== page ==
Hollie Hardy can teach you how to survive anything. Her first collection of poetry, How to Take a Bullet, And Other Survival Poems has titles ruthlessly appropriated from The Worst Case Scenario Survival Handbook. She is an adjunct English instructor at Berkeley City College and lecturer at San Francisco State University, where she also received her Masters of Fine Arts in Poetry. An active participant in the local Bay Area literary scene, Hardy co-hosts the popular monthly reading series, Saturday Night Special, An East Bay Open Mic. She is a core producer and venue coordinator for the annualBeast Crawl Literary Festival in Oakland, curator of Litquake’s Flight of Poets, and a former Editor-in-Chief ofFourteen Hills: The SFSU Review. Her work has appeared in various literary journals, including: Eleven Eleven, sPARKLE & bLink, The Common, A Sharp Piece of Awesome, Parthenon West Review, Transfer,Milvia Street, and other journals. She lives in Oakland. The release party for How to Take a Bullet is thisSaturday at the SF Motorcycle Club.
When people ask what do you do, you tell them… ?
I’m a poet, a writer, an adjunct English professor, an organizer and host of numerous literary events and festivals, an editor, a biker (motorcycles, not bicycles), a rock climber, a food lover… and because none of these pay the bills, I also work for a construction company.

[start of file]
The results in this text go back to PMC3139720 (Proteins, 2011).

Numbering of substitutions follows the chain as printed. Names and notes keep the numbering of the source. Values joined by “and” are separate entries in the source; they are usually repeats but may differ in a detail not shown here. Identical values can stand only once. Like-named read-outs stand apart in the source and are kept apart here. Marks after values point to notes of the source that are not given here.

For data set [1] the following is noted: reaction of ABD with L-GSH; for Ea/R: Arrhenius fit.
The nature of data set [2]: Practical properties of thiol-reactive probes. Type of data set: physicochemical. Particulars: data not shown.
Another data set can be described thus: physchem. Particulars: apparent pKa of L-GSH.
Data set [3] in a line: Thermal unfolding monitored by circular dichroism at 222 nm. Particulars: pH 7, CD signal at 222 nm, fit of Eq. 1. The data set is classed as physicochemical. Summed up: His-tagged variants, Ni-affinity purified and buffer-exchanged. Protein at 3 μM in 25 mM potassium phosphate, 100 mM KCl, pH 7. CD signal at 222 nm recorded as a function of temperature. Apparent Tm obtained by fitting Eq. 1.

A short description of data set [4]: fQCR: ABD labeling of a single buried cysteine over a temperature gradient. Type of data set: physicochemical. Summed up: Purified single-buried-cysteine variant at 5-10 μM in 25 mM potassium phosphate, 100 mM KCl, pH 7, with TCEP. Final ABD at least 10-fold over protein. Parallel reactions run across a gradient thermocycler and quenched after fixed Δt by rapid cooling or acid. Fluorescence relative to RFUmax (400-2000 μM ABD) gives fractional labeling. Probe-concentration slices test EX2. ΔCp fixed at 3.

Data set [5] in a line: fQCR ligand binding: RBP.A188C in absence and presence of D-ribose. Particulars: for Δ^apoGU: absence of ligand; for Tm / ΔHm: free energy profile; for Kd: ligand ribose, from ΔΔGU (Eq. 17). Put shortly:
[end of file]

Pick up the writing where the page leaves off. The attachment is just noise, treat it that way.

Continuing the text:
What’s your biggest struggle – work or otherwise?
I have a hard time saying no, so I have a tendency to over-book myself with readings, classes, volunteer jobs, social engagements, etc., and this incessant busyness means that I’m always operating on triage and my own writing often ends up last on my to-do list. Making time to write can feel like a luxury. I’m grateful for Saturday Night Special, the reading series I co-host with Tomas Moniz. Each month we agree on a new theme, and if I write nothing else in a month, I write something new for SNS. It’s like a gift.
If someone said I want to do what you do, what advice would you have for them?
The Bay Area is such a rich literary community, arguably one of the best places in the nation to be a poet. There are so many opportunities to get involved, be inspired, get published, see and be seen; there’s something literary going on every night. I urge aspiring writers to be brave, dive in, make connections, carve a place for themselves. Also, to write and write and write. Revise. Keep writing.
Do you consider yourself successful? Why?